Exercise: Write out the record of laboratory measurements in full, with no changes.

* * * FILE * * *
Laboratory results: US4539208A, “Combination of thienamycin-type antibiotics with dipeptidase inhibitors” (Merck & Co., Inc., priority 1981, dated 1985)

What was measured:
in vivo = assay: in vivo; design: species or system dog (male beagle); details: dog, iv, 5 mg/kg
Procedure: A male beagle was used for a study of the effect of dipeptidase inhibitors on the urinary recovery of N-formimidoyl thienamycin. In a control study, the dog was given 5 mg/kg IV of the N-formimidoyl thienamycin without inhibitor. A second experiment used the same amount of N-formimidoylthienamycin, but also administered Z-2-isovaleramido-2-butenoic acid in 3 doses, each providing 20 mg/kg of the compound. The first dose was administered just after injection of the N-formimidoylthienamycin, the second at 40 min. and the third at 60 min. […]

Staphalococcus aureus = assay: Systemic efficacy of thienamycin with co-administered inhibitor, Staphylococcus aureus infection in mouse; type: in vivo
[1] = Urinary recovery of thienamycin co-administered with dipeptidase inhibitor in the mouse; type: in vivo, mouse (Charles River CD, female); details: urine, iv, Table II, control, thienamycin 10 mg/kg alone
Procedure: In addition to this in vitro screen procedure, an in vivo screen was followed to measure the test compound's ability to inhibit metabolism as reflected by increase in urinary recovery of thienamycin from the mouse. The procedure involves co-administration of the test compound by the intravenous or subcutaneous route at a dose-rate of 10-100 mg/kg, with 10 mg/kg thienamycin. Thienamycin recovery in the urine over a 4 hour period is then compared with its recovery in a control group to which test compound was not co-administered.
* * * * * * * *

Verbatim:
Laboratory results: US4539208A, “Combination of thienamycin-type antibiotics with dipeptidase inhibitors” (Merck & Co., Inc., priority 1981, dated 1985)

What was measured:
in vivo = assay: in vivo; design: species or system dog (male beagle); details: dog, iv, 5 mg/kg
Procedure: A male beagle was used for a study of the effect of dipeptidase inhibitors on the urinary recovery of N-formimidoyl thienamycin. In a control study, the dog was given 5 mg/kg IV of the N-formimidoyl thienamycin without inhibitor. A second experiment used the same amount of N-formimidoylthienamycin, but also administered Z-2-isovaleramido-2-butenoic acid in 3 doses, each providing 20 mg/kg of the compound. The first dose was administered just after injection of the N-formimidoylthienamycin, the second at 40 min. and the third at 60 min. […]

Staphalococcus aureus = assay: Systemic efficacy of thienamycin with co-administered inhibitor, Staphylococcus aureus infection in mouse; type: in vivo
[1] = Urinary recovery of thienamycin co-administered with dipeptidase inhibitor in the mouse; type: in vivo, mouse (Charles River CD, female); details: urine, iv, Table II, control, thienamycin 10 mg/kg alone
Procedure: In addition to this in vitro screen procedure, an in vivo screen was followed to measure the test compound's ability to inhibit metabolism as reflected by increase in urinary recovery of thienamycin from the mouse. The procedure involves co-administration of the test compound by the intravenous or subcutaneous route at a dose-rate of 10-100 mg/kg, with 10 mg/kg thienamycin. Thienamycin recovery in the urine over a 4 hour period is then compared with its recovery in a control group to which test compound was not co-administered.